Spartan luxury
Not everyone buys in to the maxim that it is the largest, most expensive and valuable things that represent luxury. For some people, true luxury is made up of extraordinary or personal experiences that are difficult to access or virtually impossible to buy. This may be associated with dramatic deprivations, or it may result from unique experiences.

Sailing and yachting can provide this in a special way. For example, these days you can charter racing yachts with a crew for 'real' offshore regattas. One is now not only a co-driver, but part of the team – which is needed for progress and possible success. Every move counts, physically and in real-time. If you make a mistake, the whole team pays.

Such possibilities start with the prestigious regattas in the Caribbean and continue with trans-Atlantic races that then end in Europe with the Rolex Middle Sea Race or the Fastnet Race off the coast of England. Since wind and weather know no respite and every gram of weight counts, the yachts are also designed with this in mind:

  • Cabins are nowhere to be found
  • The crew sleeps in hanging berths
  • There is no luxury fine dining

On the other hand, the yachts sail across the ocean at actual racing speed.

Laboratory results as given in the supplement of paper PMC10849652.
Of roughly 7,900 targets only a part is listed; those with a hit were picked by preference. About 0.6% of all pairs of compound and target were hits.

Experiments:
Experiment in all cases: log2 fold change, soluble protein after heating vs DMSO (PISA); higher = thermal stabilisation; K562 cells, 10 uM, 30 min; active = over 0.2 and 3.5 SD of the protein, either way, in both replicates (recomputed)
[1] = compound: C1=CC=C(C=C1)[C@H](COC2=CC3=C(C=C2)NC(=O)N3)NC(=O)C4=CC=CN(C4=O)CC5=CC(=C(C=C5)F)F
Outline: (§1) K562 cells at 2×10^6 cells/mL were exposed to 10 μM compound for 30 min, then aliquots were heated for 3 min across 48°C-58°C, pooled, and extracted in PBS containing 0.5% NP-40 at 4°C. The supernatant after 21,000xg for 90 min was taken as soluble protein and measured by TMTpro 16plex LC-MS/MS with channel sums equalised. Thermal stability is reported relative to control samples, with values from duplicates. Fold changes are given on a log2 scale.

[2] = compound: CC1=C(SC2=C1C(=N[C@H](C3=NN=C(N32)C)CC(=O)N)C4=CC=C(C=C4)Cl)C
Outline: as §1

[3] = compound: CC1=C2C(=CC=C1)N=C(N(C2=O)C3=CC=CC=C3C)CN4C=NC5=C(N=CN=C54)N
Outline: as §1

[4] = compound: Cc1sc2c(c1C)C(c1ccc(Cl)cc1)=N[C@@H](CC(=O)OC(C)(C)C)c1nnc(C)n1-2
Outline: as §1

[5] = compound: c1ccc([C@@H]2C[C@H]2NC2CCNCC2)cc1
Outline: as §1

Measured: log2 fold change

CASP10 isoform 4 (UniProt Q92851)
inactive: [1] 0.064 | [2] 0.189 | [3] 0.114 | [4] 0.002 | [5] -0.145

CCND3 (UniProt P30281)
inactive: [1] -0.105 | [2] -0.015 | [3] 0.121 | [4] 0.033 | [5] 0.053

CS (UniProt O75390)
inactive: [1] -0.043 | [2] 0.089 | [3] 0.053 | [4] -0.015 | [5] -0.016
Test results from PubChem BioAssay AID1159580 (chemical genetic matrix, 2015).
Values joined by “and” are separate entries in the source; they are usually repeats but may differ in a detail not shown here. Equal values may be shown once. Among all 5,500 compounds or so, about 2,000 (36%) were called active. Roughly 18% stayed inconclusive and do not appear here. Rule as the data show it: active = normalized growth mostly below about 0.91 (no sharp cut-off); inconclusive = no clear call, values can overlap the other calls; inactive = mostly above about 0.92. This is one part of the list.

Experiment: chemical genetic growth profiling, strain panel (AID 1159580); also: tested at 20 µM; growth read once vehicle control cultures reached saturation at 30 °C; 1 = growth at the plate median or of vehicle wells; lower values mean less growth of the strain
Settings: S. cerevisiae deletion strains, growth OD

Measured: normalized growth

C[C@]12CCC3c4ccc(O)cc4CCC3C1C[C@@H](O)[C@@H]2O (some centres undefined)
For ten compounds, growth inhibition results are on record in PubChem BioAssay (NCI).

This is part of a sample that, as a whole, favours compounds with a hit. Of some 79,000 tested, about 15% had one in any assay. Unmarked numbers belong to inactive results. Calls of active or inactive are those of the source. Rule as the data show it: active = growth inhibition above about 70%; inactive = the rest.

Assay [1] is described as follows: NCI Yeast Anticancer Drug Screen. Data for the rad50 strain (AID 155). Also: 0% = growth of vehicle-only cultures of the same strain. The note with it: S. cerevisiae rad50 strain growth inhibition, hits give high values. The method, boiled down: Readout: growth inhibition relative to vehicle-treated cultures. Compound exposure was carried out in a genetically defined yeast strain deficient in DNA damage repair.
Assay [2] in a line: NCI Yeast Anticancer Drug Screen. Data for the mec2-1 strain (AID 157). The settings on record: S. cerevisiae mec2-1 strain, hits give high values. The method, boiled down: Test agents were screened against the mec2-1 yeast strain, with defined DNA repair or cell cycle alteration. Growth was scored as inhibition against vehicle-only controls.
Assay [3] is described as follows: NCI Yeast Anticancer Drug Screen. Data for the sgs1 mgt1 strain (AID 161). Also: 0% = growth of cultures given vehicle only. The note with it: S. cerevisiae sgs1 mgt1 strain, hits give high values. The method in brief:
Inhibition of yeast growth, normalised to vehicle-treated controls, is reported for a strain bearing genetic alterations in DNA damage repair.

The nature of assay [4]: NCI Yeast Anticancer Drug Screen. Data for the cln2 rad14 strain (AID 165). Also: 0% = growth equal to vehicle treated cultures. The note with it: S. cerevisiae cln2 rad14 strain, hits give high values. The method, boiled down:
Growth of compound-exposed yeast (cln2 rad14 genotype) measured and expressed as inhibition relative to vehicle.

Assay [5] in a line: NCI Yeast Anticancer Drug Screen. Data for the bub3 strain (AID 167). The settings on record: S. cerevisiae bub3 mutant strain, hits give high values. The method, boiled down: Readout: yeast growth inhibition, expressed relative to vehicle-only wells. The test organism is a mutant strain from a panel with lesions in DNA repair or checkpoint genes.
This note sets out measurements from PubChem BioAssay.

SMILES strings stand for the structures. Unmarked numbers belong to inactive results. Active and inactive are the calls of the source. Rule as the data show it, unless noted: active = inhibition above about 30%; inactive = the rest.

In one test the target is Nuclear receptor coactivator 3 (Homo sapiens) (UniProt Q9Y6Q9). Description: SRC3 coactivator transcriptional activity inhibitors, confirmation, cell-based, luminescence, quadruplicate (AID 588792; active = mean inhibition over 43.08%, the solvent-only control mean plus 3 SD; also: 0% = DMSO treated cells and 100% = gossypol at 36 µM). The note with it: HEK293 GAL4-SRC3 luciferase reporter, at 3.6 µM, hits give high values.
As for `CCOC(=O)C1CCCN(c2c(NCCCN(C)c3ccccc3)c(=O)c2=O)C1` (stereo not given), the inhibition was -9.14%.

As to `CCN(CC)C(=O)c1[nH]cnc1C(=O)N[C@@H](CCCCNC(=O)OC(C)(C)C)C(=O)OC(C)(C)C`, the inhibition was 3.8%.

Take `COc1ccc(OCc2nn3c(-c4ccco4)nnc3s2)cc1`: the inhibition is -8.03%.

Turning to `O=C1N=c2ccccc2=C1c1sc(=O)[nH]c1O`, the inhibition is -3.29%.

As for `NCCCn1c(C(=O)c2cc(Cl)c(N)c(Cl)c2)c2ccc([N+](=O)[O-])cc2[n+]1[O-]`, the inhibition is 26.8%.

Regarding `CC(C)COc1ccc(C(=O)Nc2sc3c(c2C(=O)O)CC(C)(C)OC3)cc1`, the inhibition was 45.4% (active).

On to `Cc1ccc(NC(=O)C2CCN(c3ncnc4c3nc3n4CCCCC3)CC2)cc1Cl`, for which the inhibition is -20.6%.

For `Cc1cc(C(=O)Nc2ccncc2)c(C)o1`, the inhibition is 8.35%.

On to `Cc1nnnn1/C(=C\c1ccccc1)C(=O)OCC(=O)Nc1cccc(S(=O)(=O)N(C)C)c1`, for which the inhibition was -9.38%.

The racing yacht, Sisi, is just over 20 metres long and has successfully sailed in the Volvo Ocean Race and preparations are being made for the next round-the-world race at breakneck speed. Sisi is usually transferred from one port to another prior to regattas, so guests with an appetite for adrenaline kicks and a knack for sailing are always welcome.

The largest yachts in the world

Alisher Usmanov's Dilbar, 156 metres long, is the second ship with this name. The first Dilbar with a length of 110 metres was too small for the oligarch.

© Shutterstock

Rev Ocean

Launch planned for 2022: With the 181.5-metre luxury ship, however, Norwegian fish tycoon Kjell Inge Røkke also wants to promote marine exploration.


179.7 metres long and 48,000 horsepower. Chalifa bin Zayid Al Nahyan, Emir of Abu Dhabi and President of the United Arab Emirates, purchased it at a cost of approximately €549 million. 

Fulk al Salamah
Officially belongs to the Oman navy. However, the sultan's car collection (and much more) onboard the 164-metre luxury ship suggests otherwise.